Regardless of which model, Elemental or Spheres of the Tree of Life that we use, the importance of this often neglected and misunderstood point cannot be understated.
Within the framework of Elemental attributions, we see that Earth corresponds to our bones; Water to our circulatory system, Air to respiration, as well as skin, and Fire to digestion and body heat. Wherein then does Spirit find itself? If we look at the Sanskrit word it means space, and is not only outer space, or that which is above the earthly elements, but it is also the cosmic womb from which the individualized elements arise or are created, depending on your point of view. Thus, any spaces within our body are attributed to Akasha, and yet it is also said to be everywhere. There is no place where it is not. However, this space is also not without awareness as if often suggested in definitions given in contemporary esoteric definitions, and is in fact our primordial or original awareness, it is where all gnosis or intuitive knowing is derived from. This is mind. For when we speak of anything spiritual, what we are really speaking of is mind, pure awareness, direct and unobstructed by duality or limitation. This is all too often forgotten, or more likely cluttered by a host of vague and abstract notions that have been wrapped around the idea of spirituality over the last century.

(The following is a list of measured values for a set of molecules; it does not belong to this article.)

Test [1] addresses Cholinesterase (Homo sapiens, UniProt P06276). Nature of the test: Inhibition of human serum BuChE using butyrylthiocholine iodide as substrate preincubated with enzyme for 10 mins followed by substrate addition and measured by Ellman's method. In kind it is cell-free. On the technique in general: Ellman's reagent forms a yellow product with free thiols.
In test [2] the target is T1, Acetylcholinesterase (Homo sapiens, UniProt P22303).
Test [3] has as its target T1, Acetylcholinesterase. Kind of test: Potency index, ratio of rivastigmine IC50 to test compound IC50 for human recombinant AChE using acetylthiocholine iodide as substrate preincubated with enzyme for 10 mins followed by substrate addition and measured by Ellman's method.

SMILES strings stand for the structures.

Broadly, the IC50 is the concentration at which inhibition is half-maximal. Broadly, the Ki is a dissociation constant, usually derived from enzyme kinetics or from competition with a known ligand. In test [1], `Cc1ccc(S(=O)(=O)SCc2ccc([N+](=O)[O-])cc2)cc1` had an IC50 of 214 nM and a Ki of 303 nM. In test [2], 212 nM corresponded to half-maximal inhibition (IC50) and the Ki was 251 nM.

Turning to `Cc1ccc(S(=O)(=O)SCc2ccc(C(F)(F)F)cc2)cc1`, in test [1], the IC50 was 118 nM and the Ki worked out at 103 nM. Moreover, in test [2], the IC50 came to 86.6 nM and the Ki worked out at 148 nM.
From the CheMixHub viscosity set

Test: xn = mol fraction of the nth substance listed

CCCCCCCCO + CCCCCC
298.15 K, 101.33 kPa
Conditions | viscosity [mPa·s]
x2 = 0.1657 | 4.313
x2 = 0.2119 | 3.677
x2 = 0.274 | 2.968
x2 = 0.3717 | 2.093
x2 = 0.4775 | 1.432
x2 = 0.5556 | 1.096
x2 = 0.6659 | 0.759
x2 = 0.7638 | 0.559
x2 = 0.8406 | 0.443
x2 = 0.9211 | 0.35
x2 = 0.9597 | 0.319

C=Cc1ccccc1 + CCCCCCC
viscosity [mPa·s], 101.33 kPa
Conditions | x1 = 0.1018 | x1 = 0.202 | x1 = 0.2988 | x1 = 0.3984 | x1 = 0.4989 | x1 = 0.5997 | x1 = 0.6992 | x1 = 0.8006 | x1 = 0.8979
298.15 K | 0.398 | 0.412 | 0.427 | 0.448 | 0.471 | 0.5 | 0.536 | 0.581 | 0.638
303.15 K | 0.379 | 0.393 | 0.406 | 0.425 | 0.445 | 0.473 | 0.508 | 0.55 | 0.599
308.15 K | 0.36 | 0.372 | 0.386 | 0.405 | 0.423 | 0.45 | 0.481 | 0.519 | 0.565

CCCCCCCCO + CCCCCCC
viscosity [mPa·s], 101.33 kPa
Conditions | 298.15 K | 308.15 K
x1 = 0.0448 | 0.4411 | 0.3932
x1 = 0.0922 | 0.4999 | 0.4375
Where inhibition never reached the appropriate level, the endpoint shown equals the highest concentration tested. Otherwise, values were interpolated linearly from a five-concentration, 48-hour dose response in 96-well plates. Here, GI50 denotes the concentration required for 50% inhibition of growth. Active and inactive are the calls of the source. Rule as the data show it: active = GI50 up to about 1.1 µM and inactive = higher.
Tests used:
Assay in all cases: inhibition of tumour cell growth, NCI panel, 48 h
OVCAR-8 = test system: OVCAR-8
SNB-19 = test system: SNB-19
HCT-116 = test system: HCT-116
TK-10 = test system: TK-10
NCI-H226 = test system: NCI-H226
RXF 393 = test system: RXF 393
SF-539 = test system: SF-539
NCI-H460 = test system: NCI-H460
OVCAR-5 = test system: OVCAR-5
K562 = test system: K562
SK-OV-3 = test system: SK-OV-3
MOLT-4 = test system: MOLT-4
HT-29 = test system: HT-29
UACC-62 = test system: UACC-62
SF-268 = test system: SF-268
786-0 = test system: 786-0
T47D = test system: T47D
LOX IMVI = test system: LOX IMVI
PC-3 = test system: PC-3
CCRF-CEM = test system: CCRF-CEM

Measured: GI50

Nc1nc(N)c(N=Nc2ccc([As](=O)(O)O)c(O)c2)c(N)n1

It is important that we start and finish our meditations by concentrating, or more accurately, simply resting in the nature of this original space or mind. When doing so, it becomes dynamically clear how our own mind constantly generated thoughts, images, idea, emotions and other such things to distract us from simply resting in this pure and uncontrived state for more than a few seconds at most. It is these same thoughts and ideas that are bubbling up to the surface as we enter into meditation that are the causes of our magical impotence, emotional struggles, and that wonderful phrase coined by Dr. Joseph Lisiewski, The Slingshot Effect. You see, these bubbling distractions of our mind are in fact the creations of our ego, or sense of self, jetting out to avoid the inevitable rest we must take in order to simply be whom we are, and experience life directly, and unfiltered. They are in magical terms, our own Elemental creations run amok, like the broom in The Sorcerer’s Apprentice.